Let’s Play Cards

I have an old card table (actually 2 of them).  The smaller one was in rough shape.

The top of the card table is ripped and soiled.

I had been looking for something to recover it with: like a plastic table-cloth, oil cloth or some patterned vinyl.

The metal frame was scratched and marred.

When I looked on Etsy I found the laminated fabric I showed you here.

Source: etsy.com via Jo on Pinterest

First, with Charlie’s help, I removed the table top which was a piece of masonite covered with vinyl.

Metallic Charcoal spray paint gives a gorgeous finish to metal.

Then I took my favorite spray paint, “Metallic Charcoal,” and painted all the metal parts with many light coats of paint.

I flipped the table on every edge to make sure the legs and frame were well-painted. (The very top will be covered with masonite.)

When the fabric arrived in the mail I couldn’t wait to cut a piece. Using the old piece as a pattern I taped it onto the vinyl and cut a new top partially following the pattern but also making sure I cut along the print of the fabric keeping it square. I lightly ironed the cotton side of the fabric on a very low setting to smooth out the creases that folding it for shipping had created.

The old vinyl was taped right-side-up on the new laminate which was also right-side-up.

I gave the masonite a light spray with spray adhesive to hold the laminate in place when I flipped the top over to secure the edges.

My plan was to staple the fabric like the original had been but staples came through to the other side.  The shortest staples I could find were 1/4 inch and they were tooooo long. I tried to add a little thickness under the staple with some plastic weatherstripping but it wasn’t enough.

For me, this weatherstripping doesn’t work.

Then I tried some super glue which did not work at all.

The generic liquid glue in the middle didn’t work this time.

My final brilliant idea was double stick tape all along the underside edge of the table.

Good ole double stick tape to the rescue.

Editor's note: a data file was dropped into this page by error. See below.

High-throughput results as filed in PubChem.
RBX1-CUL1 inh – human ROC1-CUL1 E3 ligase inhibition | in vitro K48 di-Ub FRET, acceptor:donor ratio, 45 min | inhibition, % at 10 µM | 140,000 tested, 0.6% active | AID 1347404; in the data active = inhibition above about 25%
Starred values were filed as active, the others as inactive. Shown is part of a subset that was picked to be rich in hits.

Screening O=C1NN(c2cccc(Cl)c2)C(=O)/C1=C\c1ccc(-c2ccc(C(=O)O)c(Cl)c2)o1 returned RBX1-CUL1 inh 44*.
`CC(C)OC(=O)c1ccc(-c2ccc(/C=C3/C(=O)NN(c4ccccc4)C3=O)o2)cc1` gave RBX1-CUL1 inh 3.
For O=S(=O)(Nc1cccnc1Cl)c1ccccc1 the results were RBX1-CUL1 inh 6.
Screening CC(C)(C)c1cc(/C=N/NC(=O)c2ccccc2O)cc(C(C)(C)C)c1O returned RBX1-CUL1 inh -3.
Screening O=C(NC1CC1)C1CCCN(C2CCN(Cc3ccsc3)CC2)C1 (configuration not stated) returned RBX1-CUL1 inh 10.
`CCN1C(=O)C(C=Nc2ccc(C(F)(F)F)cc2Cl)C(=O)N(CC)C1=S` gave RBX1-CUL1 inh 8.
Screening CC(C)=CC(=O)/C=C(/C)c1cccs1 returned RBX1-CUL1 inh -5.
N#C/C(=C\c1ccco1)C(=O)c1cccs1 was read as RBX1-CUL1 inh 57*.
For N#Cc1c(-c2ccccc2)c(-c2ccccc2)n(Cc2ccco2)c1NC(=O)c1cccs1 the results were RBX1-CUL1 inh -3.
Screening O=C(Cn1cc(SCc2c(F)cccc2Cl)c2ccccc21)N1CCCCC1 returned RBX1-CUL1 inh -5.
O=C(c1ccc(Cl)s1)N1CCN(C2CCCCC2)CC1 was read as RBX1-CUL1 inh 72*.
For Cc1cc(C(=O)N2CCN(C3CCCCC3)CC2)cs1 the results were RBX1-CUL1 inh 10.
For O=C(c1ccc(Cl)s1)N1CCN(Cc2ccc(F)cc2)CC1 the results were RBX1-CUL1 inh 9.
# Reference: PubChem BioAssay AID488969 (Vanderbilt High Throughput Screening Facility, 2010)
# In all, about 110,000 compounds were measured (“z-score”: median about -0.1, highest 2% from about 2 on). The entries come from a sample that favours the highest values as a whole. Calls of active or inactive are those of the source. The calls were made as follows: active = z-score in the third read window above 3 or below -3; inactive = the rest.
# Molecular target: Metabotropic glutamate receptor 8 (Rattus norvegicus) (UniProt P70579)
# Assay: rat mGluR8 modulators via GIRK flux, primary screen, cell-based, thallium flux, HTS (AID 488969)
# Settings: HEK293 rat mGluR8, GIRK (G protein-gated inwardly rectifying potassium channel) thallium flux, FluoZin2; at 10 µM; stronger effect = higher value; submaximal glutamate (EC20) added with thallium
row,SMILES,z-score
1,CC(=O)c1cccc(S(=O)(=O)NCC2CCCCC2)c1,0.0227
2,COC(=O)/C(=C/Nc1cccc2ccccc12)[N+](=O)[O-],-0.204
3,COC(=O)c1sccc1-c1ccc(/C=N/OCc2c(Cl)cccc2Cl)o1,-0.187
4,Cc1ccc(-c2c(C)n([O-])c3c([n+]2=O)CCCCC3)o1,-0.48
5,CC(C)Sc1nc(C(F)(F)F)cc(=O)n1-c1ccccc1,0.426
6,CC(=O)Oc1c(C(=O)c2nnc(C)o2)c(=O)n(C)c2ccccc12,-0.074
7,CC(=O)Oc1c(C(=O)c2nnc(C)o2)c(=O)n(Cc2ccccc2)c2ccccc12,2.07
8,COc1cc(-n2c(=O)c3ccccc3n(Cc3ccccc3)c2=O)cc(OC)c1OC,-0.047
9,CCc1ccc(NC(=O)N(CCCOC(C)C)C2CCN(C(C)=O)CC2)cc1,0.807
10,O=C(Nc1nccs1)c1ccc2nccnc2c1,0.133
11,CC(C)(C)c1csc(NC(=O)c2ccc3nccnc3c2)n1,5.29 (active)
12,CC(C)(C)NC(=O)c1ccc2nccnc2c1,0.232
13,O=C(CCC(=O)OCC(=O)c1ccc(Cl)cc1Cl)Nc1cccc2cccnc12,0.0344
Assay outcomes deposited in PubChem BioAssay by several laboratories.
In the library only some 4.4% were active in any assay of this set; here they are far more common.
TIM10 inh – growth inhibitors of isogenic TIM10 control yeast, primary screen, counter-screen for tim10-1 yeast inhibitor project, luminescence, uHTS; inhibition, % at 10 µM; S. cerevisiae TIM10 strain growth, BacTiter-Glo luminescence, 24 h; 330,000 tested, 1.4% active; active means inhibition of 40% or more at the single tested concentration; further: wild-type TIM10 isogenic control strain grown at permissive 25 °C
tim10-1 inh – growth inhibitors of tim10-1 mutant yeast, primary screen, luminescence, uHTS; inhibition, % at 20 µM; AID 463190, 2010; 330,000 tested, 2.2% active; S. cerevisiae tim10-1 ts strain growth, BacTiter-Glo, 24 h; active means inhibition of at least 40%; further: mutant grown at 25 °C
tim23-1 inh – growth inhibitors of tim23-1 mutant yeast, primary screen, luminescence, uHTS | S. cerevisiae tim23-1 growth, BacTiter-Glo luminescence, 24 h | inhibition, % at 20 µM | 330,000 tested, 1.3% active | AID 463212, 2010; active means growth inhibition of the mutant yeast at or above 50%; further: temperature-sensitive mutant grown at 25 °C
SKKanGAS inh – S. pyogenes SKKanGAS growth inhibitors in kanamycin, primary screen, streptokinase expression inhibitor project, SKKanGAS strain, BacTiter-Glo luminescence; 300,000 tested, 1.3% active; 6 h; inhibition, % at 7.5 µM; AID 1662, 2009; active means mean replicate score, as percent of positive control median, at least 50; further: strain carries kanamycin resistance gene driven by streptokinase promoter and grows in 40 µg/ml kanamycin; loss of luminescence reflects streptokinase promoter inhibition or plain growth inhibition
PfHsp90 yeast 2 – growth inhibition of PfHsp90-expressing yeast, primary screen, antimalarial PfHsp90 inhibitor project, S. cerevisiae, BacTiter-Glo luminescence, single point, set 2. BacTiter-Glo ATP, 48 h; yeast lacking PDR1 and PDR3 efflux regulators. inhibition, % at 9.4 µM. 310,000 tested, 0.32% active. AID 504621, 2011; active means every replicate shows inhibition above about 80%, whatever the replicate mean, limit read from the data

I just folded the laminated fabric onto the tape, including gathering the corners, and it stuck.

The double stick holds the laminate to the masonite.

Then I forced the clips of the tabletop back onto the metal frame.

So cute.

The difference is awesome.

The card table before.

The old bronze bomber in the photo above has been transformed.

Voila! A new card table.

Do you need as much help as I do getting your plans off the ground?

Sidebar: I purchased enough laminate to recover the second table also.

vif187

natural

Author: Jo

Welcome to The Glade, where the second generation of renovations has just begun and the mania about our home, music and other passions fill our days and nights. We’re Charlie and Jo in the music world; Mary Jo and Charles to family; and JoJo and Charlie to each other. We are renovating a midcentury house in a Victorian historic district where we want to live there the rest of our lives. It's a 1946 house located in Maryland. We were married in this house. Thus far (pre-blog) we refinished cabinets, added a window seat (still working on the cushion), rearranged a wall in the guest house due to sink/vanity replacement, planted a vegetable garden, and other quick and not-so-quick fixes. So this latest zeal for construction is the result of my having lived here since 1997 and feeling a need to ready the house for the next chapter and beyond.

5 thoughts on “Let’s Play Cards”

  1. Nice job! It looks fantastic!! Such a great tip to renovate an otherwise not so pretty table.

    So glad you stopped by again to link up at Natural Life on NOH. I’m going to have to go catch up on what you’ve been up to lately. 🙂

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